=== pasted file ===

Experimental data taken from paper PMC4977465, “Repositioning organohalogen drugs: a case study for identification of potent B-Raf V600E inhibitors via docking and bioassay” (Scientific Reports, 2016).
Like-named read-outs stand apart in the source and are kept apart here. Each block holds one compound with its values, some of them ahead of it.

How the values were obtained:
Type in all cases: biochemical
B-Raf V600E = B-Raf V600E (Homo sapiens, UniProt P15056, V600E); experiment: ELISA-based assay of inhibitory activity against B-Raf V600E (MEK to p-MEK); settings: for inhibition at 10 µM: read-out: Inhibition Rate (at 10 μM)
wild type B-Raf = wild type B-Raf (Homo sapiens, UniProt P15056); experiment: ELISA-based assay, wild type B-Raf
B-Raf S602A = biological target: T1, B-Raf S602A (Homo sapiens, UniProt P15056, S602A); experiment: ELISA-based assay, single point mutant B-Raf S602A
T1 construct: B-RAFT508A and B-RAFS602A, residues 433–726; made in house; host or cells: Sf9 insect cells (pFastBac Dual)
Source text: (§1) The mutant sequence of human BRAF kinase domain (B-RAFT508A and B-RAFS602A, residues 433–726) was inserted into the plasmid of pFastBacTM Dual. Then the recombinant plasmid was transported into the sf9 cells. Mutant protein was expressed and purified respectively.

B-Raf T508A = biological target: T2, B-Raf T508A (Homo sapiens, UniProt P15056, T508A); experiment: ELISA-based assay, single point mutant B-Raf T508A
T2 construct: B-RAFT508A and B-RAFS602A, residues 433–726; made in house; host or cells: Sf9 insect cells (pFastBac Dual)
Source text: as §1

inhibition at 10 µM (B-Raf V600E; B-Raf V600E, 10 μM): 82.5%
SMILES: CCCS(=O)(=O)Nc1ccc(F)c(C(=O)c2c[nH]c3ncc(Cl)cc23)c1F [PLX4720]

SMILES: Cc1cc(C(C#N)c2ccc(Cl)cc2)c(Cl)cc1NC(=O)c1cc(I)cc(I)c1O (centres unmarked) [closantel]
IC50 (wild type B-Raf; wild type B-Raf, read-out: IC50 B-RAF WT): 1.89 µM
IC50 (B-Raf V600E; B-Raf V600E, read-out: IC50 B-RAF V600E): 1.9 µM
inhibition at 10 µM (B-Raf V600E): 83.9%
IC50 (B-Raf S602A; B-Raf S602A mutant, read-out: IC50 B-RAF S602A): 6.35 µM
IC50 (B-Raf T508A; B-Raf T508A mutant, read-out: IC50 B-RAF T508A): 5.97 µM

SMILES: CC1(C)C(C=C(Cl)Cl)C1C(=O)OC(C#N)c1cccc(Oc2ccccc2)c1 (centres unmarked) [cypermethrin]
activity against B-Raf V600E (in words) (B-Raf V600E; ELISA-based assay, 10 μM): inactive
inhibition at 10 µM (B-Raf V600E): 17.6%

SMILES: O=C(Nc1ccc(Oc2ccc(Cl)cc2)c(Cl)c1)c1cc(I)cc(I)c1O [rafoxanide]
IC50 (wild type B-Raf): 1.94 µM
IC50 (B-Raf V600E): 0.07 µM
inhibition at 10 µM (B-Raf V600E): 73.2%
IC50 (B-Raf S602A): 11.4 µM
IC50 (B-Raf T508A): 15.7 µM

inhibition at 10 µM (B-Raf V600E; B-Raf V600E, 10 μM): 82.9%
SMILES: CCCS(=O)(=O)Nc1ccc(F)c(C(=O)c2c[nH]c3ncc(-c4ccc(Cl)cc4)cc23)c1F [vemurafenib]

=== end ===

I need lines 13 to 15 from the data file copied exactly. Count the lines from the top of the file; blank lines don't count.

inhibition at 10 µM (B-Raf V600E; B-Raf V600E, 10 μM): 82.5%
SMILES: CCCS(=O)(=O)Nc1ccc(F)c(C(=O)c2c[nH]c3ncc(Cl)cc23)c1F [PLX4720]

SMILES: Cc1cc(C(C#N)c2ccc(Cl)cc2)c(Cl)cc1NC(=O)c1cc(I)cc(I)c1O (centres unmarked) [closantel]